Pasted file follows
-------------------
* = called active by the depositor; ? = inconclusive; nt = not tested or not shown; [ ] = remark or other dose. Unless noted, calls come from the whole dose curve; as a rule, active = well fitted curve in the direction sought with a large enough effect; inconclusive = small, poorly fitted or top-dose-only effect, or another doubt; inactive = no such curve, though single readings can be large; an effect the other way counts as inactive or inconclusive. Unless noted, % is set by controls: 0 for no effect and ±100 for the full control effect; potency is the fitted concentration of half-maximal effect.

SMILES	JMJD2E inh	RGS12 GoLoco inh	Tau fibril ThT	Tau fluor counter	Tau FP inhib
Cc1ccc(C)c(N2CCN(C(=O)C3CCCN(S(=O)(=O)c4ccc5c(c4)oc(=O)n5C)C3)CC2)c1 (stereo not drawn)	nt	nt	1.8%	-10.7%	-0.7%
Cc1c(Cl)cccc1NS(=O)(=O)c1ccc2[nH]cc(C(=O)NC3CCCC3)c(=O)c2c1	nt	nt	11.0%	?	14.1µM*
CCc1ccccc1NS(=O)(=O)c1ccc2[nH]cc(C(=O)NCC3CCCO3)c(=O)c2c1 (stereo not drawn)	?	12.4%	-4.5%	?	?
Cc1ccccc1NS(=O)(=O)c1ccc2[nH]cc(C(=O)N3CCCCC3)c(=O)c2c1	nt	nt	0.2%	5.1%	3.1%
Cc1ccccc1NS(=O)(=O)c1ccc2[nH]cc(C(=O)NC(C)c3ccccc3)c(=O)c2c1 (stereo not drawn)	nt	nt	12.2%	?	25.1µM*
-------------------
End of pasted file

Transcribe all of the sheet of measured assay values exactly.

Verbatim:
* = called active by the depositor; ? = inconclusive; nt = not tested or not shown; [ ] = remark or other dose. Unless noted, calls come from the whole dose curve; as a rule, active = well fitted curve in the direction sought with a large enough effect; inconclusive = small, poorly fitted or top-dose-only effect, or another doubt; inactive = no such curve, though single readings can be large; an effect the other way counts as inactive or inconclusive. Unless noted, % is set by controls: 0 for no effect and ±100 for the full control effect; potency is the fitted concentration of half-maximal effect.

SMILES	JMJD2E inh	RGS12 GoLoco inh	Tau fibril ThT	Tau fluor counter	Tau FP inhib
Cc1ccc(C)c(N2CCN(C(=O)C3CCCN(S(=O)(=O)c4ccc5c(c4)oc(=O)n5C)C3)CC2)c1 (stereo not drawn)	nt	nt	1.8%	-10.7%	-0.7%
Cc1c(Cl)cccc1NS(=O)(=O)c1ccc2[nH]cc(C(=O)NC3CCCC3)c(=O)c2c1	nt	nt	11.0%	?	14.1µM*
CCc1ccccc1NS(=O)(=O)c1ccc2[nH]cc(C(=O)NCC3CCCO3)c(=O)c2c1 (stereo not drawn)	?	12.4%	-4.5%	?	?
Cc1ccccc1NS(=O)(=O)c1ccc2[nH]cc(C(=O)N3CCCCC3)c(=O)c2c1	nt	nt	0.2%	5.1%	3.1%
Cc1ccccc1NS(=O)(=O)c1ccc2[nH]cc(C(=O)NC(C)c3ccccc3)c(=O)c2c1 (stereo not drawn)	nt	nt	12.2%	?	25.1µM*